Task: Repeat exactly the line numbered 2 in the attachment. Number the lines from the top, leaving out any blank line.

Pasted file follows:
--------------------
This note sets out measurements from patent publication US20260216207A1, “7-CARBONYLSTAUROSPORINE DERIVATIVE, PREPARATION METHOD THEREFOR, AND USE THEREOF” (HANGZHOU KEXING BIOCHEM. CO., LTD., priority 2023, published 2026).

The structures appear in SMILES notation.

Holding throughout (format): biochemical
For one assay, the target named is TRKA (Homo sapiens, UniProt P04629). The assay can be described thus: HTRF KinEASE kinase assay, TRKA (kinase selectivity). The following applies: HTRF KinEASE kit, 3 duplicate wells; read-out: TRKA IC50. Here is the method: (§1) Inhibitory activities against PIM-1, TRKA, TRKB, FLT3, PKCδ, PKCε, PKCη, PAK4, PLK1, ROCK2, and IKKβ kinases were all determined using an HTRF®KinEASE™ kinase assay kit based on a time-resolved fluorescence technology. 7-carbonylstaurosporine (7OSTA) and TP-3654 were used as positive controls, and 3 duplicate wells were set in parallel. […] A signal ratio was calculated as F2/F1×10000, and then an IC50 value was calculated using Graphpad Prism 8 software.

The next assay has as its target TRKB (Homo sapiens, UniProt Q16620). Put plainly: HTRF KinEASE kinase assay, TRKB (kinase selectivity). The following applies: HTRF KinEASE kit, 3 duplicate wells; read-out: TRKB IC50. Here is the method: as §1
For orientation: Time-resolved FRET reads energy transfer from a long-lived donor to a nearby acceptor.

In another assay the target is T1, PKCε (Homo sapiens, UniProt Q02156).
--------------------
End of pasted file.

The structures appear in SMILES notation.